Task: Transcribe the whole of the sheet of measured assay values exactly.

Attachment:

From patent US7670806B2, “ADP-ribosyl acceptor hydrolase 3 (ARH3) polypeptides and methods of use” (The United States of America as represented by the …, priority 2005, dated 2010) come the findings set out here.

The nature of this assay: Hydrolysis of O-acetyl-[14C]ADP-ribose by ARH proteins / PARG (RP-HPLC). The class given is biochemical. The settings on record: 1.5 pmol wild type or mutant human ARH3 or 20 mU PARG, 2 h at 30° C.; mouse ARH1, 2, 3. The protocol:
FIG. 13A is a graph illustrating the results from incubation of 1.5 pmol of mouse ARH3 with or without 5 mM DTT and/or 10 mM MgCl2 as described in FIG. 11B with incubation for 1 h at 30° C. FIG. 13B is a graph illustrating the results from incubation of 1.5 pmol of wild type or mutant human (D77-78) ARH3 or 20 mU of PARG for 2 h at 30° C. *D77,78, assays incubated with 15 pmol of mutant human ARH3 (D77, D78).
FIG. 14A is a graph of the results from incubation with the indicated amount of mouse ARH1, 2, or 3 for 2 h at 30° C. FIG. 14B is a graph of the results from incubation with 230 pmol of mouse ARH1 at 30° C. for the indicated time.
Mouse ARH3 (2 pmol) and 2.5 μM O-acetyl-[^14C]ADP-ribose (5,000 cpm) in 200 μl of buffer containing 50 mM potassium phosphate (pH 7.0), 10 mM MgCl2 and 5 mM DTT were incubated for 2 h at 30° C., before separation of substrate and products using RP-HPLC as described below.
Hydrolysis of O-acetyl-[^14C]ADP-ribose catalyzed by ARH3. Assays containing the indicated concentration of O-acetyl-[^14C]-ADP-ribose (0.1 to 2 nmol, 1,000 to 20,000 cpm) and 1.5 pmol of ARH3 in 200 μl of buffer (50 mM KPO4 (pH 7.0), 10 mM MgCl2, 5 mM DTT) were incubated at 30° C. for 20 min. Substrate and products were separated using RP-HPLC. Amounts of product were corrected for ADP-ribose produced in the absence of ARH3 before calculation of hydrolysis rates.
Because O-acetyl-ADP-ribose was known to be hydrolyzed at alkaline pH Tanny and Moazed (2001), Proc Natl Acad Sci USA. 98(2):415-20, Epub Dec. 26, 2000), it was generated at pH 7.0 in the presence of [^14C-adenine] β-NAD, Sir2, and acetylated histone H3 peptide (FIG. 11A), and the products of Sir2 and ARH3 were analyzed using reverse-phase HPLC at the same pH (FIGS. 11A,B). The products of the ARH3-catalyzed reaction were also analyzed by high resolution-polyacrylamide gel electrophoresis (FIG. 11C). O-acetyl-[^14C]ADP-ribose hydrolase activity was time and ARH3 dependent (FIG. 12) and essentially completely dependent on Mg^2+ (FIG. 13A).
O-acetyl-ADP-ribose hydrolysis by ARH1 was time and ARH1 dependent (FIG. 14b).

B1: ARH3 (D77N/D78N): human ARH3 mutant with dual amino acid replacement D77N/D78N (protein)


From patent US7670806B2, “ADP-ribosyl acceptor hydrolase 3 (ARH3) polypeptides and methods of use” (The United States of America as represented by the …, priority 2005, dated 2010) come the findings set out here.

The nature of this assay: Hydrolysis of O-acetyl-[14C]ADP-ribose by ARH proteins / PARG (RP-HPLC). The class given is biochemical. The settings on record: 1.5 pmol wild type or mutant human ARH3 or 20 mU PARG, 2 h at 30° C.; mouse ARH1, 2, 3. The protocol:
FIG. 13A is a graph illustrating the results from incubation of 1.5 pmol of mouse ARH3 with or without 5 mM DTT and/or 10 mM MgCl2 as described in FIG. 11B with incubation for 1 h at 30° C. FIG. 13B is a graph illustrating the results from incubation of 1.5 pmol of wild type or mutant human (D77-78) ARH3 or 20 mU of PARG for 2 h at 30° C. *D77,78, assays incubated with 15 pmol of mutant human ARH3 (D77, D78).
FIG. 14A is a graph of the results from incubation with the indicated amount of mouse ARH1, 2, or 3 for 2 h at 30° C. FIG. 14B is a graph of the results from incubation with 230 pmol of mouse ARH1 at 30° C. for the indicated time.
Mouse ARH3 (2 pmol) and 2.5 μM O-acetyl-[^14C]ADP-ribose (5,000 cpm) in 200 μl of buffer containing 50 mM potassium phosphate (pH 7.0), 10 mM MgCl2 and 5 mM DTT were incubated for 2 h at 30° C., before separation of substrate and products using RP-HPLC as described below.
Hydrolysis of O-acetyl-[^14C]ADP-ribose catalyzed by ARH3. Assays containing the indicated concentration of O-acetyl-[^14C]-ADP-ribose (0.1 to 2 nmol, 1,000 to 20,000 cpm) and 1.5 pmol of ARH3 in 200 μl of buffer (50 mM KPO4 (pH 7.0), 10 mM MgCl2, 5 mM DTT) were incubated at 30° C. for 20 min. Substrate and products were separated using RP-HPLC. Amounts of product were corrected for ADP-ribose produced in the absence of ARH3 before calculation of hydrolysis rates.
Because O-acetyl-ADP-ribose was known to be hydrolyzed at alkaline pH Tanny and Moazed (2001), Proc Natl Acad Sci USA. 98(2):415-20, Epub Dec. 26, 2000), it was generated at pH 7.0 in the presence of [^14C-adenine] β-NAD, Sir2, and acetylated histone H3 peptide (FIG. 11A), and the products of Sir2 and ARH3 were analyzed using reverse-phase HPLC at the same pH (FIGS. 11A,B). The products of the ARH3-catalyzed reaction were also analyzed by high resolution-polyacrylamide gel electrophoresis (FIG. 11C). O-acetyl-[^14C]ADP-ribose hydrolase activity was time and ARH3 dependent (FIG. 12) and essentially completely dependent on Mg^2+ (FIG. 13A).
O-acetyl-ADP-ribose hydrolysis by ARH1 was time and ARH1 dependent (FIG. 14b).

B1: ARH3 (D77N/D78N): human ARH3 mutant with dual amino acid replacement D77N/D78N (protein)